Paving the way for greener recovery in trade and business relations

This op-ed is part of AASYP’s Digital Dialogues 2021, which is a programme that aims to provide a platform and forum for future leaders from across the region to contribute to the policymaking and diplomacy sphere by engaging in issues relating to Gender and Diversity, Green Recovery, and Emerging Economies.

Climate change, one of the most pressing and threatening issues nowadays, may be addressed with a sense of commitment and readiness for change, especially when the matter is perceived as relevant and strongly linked to the everyday aspects of people’s lives. According to a scientific study by Swim et al. in 2011, there is correlation between human behaviour and the rate of consumption known to lead to the emission of carbon dioxide and methane gases. That is why change here refers to our continuous endeavour to shift towards new methods and approaches in our fundamental activities, including trade and business activities.

Like a boomerang, what we throw will eventually come back to haunt us 

The catastrophe posed by climate change has not slowed down, but is intensifying. As stated in the headline of a report released in August by 2021 by the  Intergovernmental Panel for Climate Change (IPCC), “the scale of recent changes across the climate system as a whole and the present state of many aspects of the climate system are unprecedented over many centuries to many thousands of years”.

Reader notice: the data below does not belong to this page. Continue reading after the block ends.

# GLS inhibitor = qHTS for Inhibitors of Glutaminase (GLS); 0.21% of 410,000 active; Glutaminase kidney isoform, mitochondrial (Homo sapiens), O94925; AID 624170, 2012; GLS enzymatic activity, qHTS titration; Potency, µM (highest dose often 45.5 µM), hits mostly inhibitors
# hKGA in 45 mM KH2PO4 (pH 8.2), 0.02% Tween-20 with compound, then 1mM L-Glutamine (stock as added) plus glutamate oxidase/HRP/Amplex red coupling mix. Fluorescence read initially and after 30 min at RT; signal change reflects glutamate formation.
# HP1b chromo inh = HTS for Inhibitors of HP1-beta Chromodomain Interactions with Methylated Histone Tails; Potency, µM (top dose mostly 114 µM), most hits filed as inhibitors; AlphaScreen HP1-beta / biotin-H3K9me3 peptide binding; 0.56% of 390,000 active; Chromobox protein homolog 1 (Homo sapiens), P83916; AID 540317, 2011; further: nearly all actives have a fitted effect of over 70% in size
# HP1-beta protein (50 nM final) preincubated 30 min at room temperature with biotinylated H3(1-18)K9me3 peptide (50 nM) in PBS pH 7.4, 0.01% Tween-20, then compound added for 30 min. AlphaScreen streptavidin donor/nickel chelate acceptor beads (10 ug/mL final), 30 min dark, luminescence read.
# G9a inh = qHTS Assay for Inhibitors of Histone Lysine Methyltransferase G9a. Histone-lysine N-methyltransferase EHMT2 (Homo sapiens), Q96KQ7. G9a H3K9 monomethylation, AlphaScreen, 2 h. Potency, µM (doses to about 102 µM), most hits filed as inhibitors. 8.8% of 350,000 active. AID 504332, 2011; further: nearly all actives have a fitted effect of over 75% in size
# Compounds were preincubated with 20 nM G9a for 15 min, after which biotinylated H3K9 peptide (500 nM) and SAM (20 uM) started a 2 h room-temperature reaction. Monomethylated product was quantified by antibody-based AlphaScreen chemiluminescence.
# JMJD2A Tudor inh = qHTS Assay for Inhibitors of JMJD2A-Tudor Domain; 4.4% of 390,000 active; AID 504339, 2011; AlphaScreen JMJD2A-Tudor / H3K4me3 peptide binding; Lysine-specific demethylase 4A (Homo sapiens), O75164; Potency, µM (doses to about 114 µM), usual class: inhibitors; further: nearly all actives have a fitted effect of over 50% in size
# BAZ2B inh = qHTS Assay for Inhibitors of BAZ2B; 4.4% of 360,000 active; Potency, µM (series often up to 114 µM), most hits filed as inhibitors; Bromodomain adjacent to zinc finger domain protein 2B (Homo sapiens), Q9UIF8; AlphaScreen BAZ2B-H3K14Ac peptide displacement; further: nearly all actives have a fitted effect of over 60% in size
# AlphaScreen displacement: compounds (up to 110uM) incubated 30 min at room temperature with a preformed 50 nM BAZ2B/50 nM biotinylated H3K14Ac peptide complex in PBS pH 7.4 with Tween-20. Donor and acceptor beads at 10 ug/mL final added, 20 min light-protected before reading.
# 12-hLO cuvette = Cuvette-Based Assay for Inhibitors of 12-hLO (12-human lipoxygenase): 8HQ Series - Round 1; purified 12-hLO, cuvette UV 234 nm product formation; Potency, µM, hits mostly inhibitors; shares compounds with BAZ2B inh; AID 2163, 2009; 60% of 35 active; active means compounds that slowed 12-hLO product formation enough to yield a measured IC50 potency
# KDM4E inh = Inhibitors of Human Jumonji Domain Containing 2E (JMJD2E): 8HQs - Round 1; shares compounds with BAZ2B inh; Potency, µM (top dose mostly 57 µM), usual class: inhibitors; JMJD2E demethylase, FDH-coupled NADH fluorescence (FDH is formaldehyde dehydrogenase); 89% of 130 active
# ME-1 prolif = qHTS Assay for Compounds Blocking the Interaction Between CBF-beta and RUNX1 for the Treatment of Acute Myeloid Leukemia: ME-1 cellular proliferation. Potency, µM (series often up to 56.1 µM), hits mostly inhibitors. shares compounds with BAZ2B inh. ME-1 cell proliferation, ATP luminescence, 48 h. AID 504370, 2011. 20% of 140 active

Among countries of the Asia-Pacific region, five countries that were largely affected by climate change are Vietnam, Thailand, Philippines, India and Australia. While specifically across the Association of Southeast Asian Nations (ASEAN), data released by the International Monetary Fund in 2018 stated that  the average temperature in Southeast Asia has risen every decade since 1960, with Myanmar, Philippines, Thailand, and Vietnam amongst the 10 countries in the world most affected by climate change in the past 20 years.

However, aside from the numerous fearsome natural risks, global economic loss due to climate change in 2050 may reach a spectacular amount of $23 billion. Secondary problems such as increasing air temperature, water levels, and risk of hydrometeorology disasters such as floods, hurricanes, droughts and forest fires will worsen if climate change is not seriously managed and anticipated. Furthermore, those physical impacts of climate change will hit certain sectors which are sensitive to climate destruction such as agriculture, forestry, supply chains and food security, causing more complex and widespread problems.

Preliminary efforts in order to encourage green development agenda within trade and business

During the COVID-19 pandemic, we often hear the phrase “no one is safe until everyone is safe”. This motto shows that we need to empower and work with each other in order to survive through troubling times. In the future, this motto will still be relevant because we will likely be facing various challenges which could possibly be even more complex and interrelated. That is why, under the regional umbrella especially as for the trade between ASEAN-Australia, now is the time to prioritise environmental and sustainability transition objectives into trade policy and development initiatives. Nonetheless, noting that trading is classified as one of the downstream sectors, hence we need to raise awareness and provide enabling conditions that highlight three main points such as policy coordination, research and development, and access to knowledge.